(It’s been a while since we’ve seen what Louis is doing. The last installment is here.)
Louis Broderick could feel his consciousness fading away. Bent over the cold tile floor, the gorilla sized arm around his neck was continuing its unrelenting push into his windpipe. He was desperately needing air and his world was starting to spin and grow dim.
In a sudden shot of survival induced adrenaline, Louis threaded his fingers around the arm of his attacker. With a burst of clarity and energy, Louis grabbed a fist full of his attackers ample arm hair and yanked it with all his might. As Louis fell to the floor gulping for air, he could see the bloody, hairy mess stuck to his fingers, its owner screaming in pain and fury.
So much for Louis being kept secure during his testimony. He had been sequestered in mostly bucolic Buchanan County for over a week, testifying about how the owners of a lithium mine he had infiltrated were siphoning money to a ring of mercenary terrorists. All Louis wanted was to take a leak, not realizing the lavatory set aside for him in a vacant jury room was being remodeled and the marshall had been planted by the owners of the mine.
The rogue marshall had attempted to strangle Louis in the midst of one of those vulnerable moments in life.
Lunging forward, Louis grabbed a nail gun left behind by the absent contractor. Aiming at the hulking marshall, Louis fired the nail gun, hitting the marshall in the groin and the stomach. Louis ran out of the bathroom seeking escape, convinced this marshall likely wasn’t acting alone.
Heading for the door, Louis saw another marshall begin to sprint out of the building as he emerged into the hallway. The marshall then stopped and turned, heading toward Louis with a rather large bladed bowie knife. This second rogue marshall quickly retreated upon three more shots from Louis’s nail gun.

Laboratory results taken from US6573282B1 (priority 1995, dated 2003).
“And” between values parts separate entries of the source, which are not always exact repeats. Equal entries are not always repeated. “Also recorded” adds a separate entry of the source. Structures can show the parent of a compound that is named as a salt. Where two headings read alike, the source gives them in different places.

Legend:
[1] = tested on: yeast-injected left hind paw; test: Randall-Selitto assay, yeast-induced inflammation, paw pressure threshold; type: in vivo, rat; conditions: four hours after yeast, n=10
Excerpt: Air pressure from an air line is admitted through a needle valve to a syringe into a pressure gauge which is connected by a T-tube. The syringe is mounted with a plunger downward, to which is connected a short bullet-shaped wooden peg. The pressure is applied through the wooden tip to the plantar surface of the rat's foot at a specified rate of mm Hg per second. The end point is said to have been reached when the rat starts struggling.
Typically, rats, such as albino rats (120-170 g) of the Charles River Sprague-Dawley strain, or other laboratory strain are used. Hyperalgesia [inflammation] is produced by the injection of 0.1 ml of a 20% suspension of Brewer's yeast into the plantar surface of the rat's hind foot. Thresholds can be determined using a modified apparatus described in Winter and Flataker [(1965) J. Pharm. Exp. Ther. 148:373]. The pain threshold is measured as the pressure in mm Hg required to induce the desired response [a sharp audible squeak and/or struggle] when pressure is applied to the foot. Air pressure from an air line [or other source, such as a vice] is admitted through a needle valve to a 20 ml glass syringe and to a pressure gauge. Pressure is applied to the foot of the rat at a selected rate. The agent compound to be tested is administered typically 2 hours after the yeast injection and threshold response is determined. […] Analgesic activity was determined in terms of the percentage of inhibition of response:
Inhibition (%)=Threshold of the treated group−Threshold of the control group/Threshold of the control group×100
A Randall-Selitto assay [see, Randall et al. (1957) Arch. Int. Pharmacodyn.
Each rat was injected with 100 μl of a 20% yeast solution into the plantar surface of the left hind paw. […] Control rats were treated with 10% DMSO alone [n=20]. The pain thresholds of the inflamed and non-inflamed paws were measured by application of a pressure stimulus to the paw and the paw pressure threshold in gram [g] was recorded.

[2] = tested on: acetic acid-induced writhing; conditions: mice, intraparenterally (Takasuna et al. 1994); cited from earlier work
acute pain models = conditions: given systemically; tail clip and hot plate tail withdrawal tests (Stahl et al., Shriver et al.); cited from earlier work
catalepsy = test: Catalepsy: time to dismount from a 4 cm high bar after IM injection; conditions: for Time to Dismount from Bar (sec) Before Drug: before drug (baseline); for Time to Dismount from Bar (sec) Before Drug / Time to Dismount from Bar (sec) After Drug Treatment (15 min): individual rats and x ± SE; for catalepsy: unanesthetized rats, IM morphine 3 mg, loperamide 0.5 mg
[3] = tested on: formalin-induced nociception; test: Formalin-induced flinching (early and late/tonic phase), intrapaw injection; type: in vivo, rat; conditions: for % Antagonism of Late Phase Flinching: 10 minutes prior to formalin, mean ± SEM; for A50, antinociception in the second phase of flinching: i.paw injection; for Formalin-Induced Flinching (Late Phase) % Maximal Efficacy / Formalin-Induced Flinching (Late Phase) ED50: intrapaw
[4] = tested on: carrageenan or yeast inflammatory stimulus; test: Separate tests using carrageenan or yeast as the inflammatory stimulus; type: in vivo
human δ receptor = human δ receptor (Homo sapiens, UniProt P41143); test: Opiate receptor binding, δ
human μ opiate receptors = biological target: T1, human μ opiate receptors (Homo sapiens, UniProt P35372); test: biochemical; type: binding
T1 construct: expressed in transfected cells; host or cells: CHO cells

Running out a door into the alley, the marshall jumped into the 1966 Mercury waiting for him. Looking around, Louis was seeking anything – absolutely anything – that could allow him to apprehend this still mobile marshall. As the Mercury was barreling out of the courthouse parking lot, Louis looked to his left.
Near a far door to the building, a white Ford Thunderbird was sitting there with the door open, its owner rummaging around in the trunk. Seeing the keys still in the trunk lock, Louis ran to the Thunderbird, shoved the three-piece suit wearing owner out his way and grabbed the keys while he slammed the lid. Hopping into the drivers seat, Louis fired up the 460 V8 in the Thunderbird, slammed the car into reverse, and aimed to perform a J-turn at the far end of the lot to save time.
Louis knew watching those reruns of The Rockford Files would pay off one day.
As Louis was just about to execute his J-turn, a female voice assaulted his right ear.
“Young man, what in the hell do you think you are doing? You may be well dressed, but you are a damn hooligan. Stop this car at once. You shoved my husband, Judge Frederick Sommerhauser, to the ground, you miscreant ass.”
Louis didn’t respond. He was focused on catching up with the Mercury. While Louis knew Ford had really strangled the 460 by 1975, its acceleration was a bit less brisk than he had anticipated. He was concerned the twenty-four year old 390 powered Mercury may have him outgunned.